As soon as circumstances admitted I went to Rogers, acquainted him with the facts and desired him as my friend to see Sanders’ friend in the morning and tell him to meet us at the above place immediately after breakfast. All the preliminaries being arranged, the hour arrived and off we stalked towards the scene of action, Rogers and I leading the way and Sanders and his friend a few paces behind. We had no fears of being caught for it was a colder morning than you ever felt in Virginia and it was too early for officers to frequent such a secluded spot.

Arriving there we lost no time in getting to work. Being just about half his size and strength I calculated upon getting whipped and so determined to take it coolly. So great was our disparity in size that Rogers wanted me to insist upon taking a club, which I persisted in refusing. I told him it was a matter of little consequence whether I whipped or was whipped, and I would not have the appearance of seeking an advantage for the sake of a victory.

At first to my great surprise I was whipping him fast and the seconds say that as long as I had any strength left I had decidedly the best of the fight, but being a shorter, lighter man than Sanders he outwinded me and although I warded off nearly every blow at first my arms soon became perfectly powerless from exertion. Then he left me have a few left-handed licks (for he was a left-handed man), but he too was so much exhausted that he could not strike any longer. It was then proposed by him that we rest awhile, to which I assented. On coming to the contest again we were both pretty badly bruised—my eye had completely closed up and my arms were weak as water. Finding myself completely “hors de combat,” as “discretion is the better part of valor,” I acknowledged myself whipped. This ended the fight.

Upon Rogers’ suggestion I came immediately here, and reported to the surgeon, and have been ever since. The doctor laughed, and not long after Sanders came. He did not remain but was excused by the doctor from recitation. The affair will not reach the authorities through the surgeon for surgeons regard such things as professional secrets. My eye being so much more swollen than Sanders is accounted for from the fact that my flesh puffs up like a bladder from the slightest bruise which is not the case with his. As regards public opinion in the Corps it is said to be in my favor, but the majority condemn my consenting to fight him even-handed.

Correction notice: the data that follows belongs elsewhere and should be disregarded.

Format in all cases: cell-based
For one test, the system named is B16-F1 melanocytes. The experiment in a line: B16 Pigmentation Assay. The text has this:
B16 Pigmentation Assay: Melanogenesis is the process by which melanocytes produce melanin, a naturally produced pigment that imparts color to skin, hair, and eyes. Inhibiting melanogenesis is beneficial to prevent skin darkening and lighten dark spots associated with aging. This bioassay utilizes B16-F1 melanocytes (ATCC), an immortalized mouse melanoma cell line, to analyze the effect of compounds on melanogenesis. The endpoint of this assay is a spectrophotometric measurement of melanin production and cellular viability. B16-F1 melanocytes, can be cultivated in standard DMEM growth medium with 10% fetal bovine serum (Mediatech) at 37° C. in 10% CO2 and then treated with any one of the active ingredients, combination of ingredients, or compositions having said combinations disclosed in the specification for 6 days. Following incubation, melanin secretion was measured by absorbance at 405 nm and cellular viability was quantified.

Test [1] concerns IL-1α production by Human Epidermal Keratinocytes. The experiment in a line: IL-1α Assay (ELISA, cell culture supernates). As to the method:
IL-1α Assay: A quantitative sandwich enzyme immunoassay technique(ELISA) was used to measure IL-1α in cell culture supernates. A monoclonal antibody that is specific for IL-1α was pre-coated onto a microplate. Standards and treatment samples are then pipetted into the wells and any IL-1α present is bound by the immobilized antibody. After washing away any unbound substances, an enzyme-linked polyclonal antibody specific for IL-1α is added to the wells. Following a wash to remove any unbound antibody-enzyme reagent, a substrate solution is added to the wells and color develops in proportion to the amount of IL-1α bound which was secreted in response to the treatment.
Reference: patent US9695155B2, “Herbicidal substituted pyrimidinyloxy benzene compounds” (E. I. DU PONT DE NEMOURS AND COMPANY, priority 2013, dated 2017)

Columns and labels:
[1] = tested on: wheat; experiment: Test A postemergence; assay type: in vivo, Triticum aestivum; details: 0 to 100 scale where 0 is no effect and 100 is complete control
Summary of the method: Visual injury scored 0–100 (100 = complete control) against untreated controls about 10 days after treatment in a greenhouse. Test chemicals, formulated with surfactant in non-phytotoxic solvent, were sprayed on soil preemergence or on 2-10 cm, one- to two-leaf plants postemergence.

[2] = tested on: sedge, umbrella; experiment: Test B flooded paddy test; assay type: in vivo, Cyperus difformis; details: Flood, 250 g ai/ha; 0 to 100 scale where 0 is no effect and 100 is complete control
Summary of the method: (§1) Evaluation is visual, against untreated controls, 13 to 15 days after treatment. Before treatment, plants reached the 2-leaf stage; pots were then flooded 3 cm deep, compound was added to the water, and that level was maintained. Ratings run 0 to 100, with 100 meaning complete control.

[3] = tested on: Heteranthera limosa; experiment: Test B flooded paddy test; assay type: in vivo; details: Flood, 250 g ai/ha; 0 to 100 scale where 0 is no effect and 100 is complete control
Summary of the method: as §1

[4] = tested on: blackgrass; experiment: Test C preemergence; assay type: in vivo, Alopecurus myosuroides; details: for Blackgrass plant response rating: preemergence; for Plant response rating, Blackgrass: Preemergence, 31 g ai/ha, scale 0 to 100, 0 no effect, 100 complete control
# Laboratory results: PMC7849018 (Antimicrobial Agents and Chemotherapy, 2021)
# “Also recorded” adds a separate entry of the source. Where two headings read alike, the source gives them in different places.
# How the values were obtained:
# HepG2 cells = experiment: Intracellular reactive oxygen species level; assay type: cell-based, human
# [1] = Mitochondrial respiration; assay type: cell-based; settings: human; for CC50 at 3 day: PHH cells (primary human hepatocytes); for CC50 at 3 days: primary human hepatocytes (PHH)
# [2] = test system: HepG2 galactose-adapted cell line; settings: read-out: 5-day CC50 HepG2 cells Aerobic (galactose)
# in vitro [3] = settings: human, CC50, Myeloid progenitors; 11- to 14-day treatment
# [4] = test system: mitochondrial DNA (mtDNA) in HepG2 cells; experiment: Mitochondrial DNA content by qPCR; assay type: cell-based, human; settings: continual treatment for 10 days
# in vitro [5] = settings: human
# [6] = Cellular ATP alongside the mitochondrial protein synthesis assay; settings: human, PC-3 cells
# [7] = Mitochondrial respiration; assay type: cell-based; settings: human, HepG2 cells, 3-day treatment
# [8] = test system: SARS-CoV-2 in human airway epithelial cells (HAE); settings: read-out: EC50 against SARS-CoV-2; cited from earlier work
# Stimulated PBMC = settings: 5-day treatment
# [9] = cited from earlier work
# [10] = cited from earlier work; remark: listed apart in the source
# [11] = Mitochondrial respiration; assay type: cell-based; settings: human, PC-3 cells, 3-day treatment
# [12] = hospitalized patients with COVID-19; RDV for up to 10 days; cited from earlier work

Thus you have a detailed account of the whole transaction which I hope will be the last of the kind. But I have not told you the best part of the joke. Tomorrow being Christmas Eve, Mrs. Lee [Mary Custis Lee] gives a large party to which I am invited but this black eye forces me to send a regret as a substitute. I assure you never to me was disappointment more bitter than the present, especially as “Christmas comes but once a year,” but such is the fortune of war, so I must content myself with a Christmas gift to Miss Mary Lee [Robert E. Lee’s oldest daughter].

I will not report to duty till next week for although I am in other respects perfectly well I consider it improper for me to be parading around with a bandaged eye for the remark and idle curiosity of all.

I received Cousin Fontaine’s letter which contained all the desired information. He reports rather unfavorably. Please present in my name my profound acknowledgement for the favor. Can Charles Lee be anything like his brother? Regards to Ed Parker and other friends. I sent you last Monday a speech of mine which I suppose ere this you have received. I consider the subject a difficult one and you will see from my manner of treating it that I was far from being its master. Please attend to the Visitorship. Though I doubt the expediency of John’s course in his circumstance, I think the business of farming suits him far better than medicine. Please write soon. Colonel Fontaine’s is the only letter I have received since my last letter. If you see Mr. Lee a short time previous to writing it will always be gratifying to his relatives here to hear from him through us.

I remain yours affectionately,
J.E.B. Stuart